Start Date

6-29-2016 1:30 PM

End Date

6-29-2016 3:30 PM

Abstract

Flow in hydropower tunnels is characterized by high Reynolds number and often very rough rock walls. Due to the roughness of the walls, the flow in the tunnel is highly disturbed, resulting in large fluctuations of velocity and pressure in both time and space. Erosion problems and even partial collapse of tunnel walls are in some cases believed to be caused by hydraulic jacking from large flow induced pressure fluctuations. The objective of this work is to investigate the effects of the rough walls on the pressure variations in time and space over the rock surfaces. Pressure measurement experiments were performed in a 10 m long Plexiglas tunnel where one of the smooth walls was replaced with a rough surface. The rough surface was created from a down-scaled (1:10) laser scanned wall of a hydraulic tunnel. The differential pressure was measured at the smooth surface between points placed at the start and end of the first four 2 m sections of the channel. 10 gauge pressure sensors where flush mounted on the rough surface, these sensors measure the magnitude and the fluctuations of the pressure on the rough surface. The measurements showed significant spatial variation of the pressure on the surface. To exemplify, sensors placed on protruding roughness elements showed low gauge pressure but high fluctuations. The differential pressure indicated a head loss through the tunnel which was almost four times higher than a theoretical smooth channel.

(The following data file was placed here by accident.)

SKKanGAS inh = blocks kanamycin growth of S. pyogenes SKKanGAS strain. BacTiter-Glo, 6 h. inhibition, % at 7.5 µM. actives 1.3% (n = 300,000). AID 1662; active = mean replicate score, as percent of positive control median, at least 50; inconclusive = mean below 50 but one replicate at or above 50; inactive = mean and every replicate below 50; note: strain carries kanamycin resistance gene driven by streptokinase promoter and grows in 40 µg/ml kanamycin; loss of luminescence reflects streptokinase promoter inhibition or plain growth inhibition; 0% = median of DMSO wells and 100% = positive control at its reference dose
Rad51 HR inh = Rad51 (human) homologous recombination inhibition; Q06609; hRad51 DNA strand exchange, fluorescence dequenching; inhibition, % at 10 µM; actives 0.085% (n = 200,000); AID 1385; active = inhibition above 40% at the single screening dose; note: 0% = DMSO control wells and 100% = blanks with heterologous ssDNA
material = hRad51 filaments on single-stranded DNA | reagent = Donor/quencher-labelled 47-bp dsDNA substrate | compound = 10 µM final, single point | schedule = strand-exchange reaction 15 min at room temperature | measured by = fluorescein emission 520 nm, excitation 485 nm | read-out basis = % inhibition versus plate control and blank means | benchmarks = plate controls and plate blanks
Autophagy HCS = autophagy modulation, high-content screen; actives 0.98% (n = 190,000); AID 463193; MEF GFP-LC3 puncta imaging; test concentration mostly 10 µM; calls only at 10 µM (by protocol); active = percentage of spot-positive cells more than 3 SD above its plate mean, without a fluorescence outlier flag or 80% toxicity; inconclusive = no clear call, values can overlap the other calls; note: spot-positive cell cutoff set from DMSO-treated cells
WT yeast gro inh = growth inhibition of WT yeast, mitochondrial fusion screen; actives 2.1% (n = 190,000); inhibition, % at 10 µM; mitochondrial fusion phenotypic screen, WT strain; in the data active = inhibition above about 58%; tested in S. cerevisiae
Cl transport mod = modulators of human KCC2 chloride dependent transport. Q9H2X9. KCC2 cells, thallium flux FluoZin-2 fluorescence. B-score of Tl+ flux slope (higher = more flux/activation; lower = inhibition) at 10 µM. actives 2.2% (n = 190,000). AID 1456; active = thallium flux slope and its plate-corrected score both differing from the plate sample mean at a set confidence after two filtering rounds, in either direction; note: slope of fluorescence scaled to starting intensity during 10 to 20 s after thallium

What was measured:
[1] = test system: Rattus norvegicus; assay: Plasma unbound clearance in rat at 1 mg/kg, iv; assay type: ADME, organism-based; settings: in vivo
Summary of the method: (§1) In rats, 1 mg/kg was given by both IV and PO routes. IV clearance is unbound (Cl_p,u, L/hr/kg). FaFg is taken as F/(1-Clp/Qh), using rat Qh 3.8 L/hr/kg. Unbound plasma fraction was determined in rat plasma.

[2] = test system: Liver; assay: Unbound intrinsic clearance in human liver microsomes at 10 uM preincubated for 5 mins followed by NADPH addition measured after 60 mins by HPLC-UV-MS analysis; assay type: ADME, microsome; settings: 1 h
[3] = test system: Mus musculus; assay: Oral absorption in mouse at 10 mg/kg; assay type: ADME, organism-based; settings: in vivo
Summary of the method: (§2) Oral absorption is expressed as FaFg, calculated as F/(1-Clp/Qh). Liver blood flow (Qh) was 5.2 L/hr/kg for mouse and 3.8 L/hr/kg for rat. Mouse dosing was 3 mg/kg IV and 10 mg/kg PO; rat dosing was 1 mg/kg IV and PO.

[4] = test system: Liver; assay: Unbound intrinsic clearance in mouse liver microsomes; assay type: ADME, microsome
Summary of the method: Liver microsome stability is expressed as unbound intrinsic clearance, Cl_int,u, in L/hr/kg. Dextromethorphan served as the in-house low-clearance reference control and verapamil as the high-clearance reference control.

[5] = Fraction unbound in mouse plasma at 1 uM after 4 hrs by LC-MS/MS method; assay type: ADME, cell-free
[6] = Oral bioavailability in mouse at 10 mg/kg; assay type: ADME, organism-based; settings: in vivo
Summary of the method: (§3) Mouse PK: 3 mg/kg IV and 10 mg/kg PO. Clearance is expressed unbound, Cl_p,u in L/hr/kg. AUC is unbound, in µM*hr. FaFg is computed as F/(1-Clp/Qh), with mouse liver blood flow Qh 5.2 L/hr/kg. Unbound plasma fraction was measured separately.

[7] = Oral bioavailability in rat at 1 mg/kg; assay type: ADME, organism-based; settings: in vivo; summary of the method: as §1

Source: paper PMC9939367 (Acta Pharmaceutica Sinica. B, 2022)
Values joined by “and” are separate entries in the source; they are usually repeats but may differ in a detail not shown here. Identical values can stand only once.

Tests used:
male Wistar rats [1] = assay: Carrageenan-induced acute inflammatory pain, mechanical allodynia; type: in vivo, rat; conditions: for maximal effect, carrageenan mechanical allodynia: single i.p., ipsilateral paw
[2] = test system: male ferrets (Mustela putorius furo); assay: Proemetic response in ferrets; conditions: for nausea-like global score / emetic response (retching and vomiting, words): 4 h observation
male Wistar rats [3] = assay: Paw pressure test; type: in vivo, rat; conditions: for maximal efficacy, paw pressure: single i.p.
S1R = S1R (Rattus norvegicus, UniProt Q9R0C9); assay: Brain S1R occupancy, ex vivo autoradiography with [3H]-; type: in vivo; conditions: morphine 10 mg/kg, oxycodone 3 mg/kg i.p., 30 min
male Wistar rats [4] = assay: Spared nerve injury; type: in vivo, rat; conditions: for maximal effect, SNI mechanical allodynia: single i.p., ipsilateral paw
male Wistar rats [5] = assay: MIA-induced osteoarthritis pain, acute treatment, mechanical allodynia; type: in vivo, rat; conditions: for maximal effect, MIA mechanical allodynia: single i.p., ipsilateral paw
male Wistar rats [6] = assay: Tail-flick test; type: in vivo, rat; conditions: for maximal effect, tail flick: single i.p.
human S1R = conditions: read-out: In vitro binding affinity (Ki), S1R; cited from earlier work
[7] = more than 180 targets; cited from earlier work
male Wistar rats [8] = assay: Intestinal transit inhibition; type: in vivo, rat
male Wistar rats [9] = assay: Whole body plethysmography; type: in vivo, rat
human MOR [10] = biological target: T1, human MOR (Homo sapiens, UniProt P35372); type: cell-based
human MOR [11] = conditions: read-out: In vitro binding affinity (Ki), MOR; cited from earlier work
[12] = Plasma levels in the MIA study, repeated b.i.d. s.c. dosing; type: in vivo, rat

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Jun 29th, 1:30 PM Jun 29th, 3:30 PM

Experimental Study of Head Loss over Laser scanned Rock Tunnel

Portland, OR

Flow in hydropower tunnels is characterized by high Reynolds number and often very rough rock walls. Due to the roughness of the walls, the flow in the tunnel is highly disturbed, resulting in large fluctuations of velocity and pressure in both time and space. Erosion problems and even partial collapse of tunnel walls are in some cases believed to be caused by hydraulic jacking from large flow induced pressure fluctuations. The objective of this work is to investigate the effects of the rough walls on the pressure variations in time and space over the rock surfaces. Pressure measurement experiments were performed in a 10 m long Plexiglas tunnel where one of the smooth walls was replaced with a rough surface. The rough surface was created from a down-scaled (1:10) laser scanned wall of a hydraulic tunnel. The differential pressure was measured at the smooth surface between points placed at the start and end of the first four 2 m sections of the channel. 10 gauge pressure sensors where flush mounted on the rough surface, these sensors measure the magnitude and the fluctuations of the pressure on the rough surface. The measurements showed significant spatial variation of the pressure on the surface. To exemplify, sensors placed on protruding roughness elements showed low gauge pressure but high fluctuations. The differential pressure indicated a head loss through the tunnel which was almost four times higher than a theoretical smooth channel.